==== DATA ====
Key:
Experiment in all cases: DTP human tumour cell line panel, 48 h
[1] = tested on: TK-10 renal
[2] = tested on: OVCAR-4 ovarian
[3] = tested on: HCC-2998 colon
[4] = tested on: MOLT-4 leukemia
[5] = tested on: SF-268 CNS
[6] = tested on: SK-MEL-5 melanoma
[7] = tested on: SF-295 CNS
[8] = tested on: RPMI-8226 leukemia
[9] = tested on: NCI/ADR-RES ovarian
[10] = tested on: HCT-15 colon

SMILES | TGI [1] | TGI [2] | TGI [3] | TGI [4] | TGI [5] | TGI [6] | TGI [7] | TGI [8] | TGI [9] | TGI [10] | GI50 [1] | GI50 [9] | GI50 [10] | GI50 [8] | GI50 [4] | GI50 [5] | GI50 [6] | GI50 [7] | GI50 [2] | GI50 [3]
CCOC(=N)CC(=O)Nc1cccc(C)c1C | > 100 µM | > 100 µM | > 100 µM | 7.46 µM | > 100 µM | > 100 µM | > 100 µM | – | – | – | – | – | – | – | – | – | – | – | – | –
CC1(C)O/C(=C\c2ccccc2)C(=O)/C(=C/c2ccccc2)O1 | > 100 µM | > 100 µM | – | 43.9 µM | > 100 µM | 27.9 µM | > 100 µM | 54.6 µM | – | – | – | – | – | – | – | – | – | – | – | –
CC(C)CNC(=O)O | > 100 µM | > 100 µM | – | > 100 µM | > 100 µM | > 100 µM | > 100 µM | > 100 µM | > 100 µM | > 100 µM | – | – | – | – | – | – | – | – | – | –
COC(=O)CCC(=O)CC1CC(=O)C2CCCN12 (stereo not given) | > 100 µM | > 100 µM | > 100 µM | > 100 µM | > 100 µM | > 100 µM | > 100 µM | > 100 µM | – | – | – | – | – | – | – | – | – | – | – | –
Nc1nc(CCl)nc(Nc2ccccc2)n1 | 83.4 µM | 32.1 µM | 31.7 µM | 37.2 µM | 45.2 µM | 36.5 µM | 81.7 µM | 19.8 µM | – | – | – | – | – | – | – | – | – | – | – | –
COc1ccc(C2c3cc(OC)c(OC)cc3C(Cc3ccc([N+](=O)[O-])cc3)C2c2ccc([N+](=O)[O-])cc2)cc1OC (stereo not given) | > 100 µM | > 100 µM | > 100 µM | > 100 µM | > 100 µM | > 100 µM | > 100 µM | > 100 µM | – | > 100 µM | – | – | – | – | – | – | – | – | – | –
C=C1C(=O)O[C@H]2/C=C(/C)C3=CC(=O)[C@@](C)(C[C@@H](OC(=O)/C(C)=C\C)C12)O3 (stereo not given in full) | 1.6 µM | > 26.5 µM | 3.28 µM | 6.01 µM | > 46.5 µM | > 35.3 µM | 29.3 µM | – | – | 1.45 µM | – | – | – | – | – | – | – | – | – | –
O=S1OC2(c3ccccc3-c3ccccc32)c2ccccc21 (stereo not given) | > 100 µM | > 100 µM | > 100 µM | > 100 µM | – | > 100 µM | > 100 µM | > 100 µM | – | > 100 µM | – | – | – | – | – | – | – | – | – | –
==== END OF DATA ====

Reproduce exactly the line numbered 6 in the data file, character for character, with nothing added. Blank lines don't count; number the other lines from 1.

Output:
[4] = tested on: MOLT-4 leukemia